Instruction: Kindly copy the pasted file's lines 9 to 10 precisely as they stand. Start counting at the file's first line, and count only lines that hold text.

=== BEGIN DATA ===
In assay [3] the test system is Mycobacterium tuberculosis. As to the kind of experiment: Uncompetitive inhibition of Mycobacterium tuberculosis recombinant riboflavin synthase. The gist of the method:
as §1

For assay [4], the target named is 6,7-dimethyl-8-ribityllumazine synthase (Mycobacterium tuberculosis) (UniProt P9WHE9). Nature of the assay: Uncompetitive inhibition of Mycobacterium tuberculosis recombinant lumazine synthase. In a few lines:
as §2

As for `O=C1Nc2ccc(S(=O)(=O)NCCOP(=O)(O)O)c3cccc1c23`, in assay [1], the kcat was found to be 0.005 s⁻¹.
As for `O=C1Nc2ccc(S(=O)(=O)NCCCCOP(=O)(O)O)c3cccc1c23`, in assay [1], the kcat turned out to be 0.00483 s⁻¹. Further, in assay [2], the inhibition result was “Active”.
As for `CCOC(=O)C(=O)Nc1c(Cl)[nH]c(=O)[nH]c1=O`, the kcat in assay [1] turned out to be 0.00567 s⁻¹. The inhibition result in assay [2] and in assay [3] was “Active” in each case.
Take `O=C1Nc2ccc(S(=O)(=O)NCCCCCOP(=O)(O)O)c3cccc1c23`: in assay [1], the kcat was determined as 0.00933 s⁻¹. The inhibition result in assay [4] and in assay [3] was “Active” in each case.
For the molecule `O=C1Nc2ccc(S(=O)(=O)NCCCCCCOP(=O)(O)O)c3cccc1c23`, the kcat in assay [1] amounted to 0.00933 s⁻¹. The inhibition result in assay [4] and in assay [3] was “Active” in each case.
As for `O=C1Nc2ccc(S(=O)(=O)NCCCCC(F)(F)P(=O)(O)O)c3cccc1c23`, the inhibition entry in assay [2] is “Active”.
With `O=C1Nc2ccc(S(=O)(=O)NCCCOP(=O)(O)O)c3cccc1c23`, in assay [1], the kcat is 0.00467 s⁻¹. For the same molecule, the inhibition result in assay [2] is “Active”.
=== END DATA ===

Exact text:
For the molecule `O=C1Nc2ccc(S(=O)(=O)NCCCCCCOP(=O)(O)O)c3cccc1c23`, the kcat in assay [1] amounted to 0.00933 s⁻¹. The inhibition result in assay [4] and in assay [3] was “Active” in each case.
As for `O=C1Nc2ccc(S(=O)(=O)NCCCCC(F)(F)P(=O)(O)O)c3cccc1c23`, the inhibition entry in assay [2] is “Active”.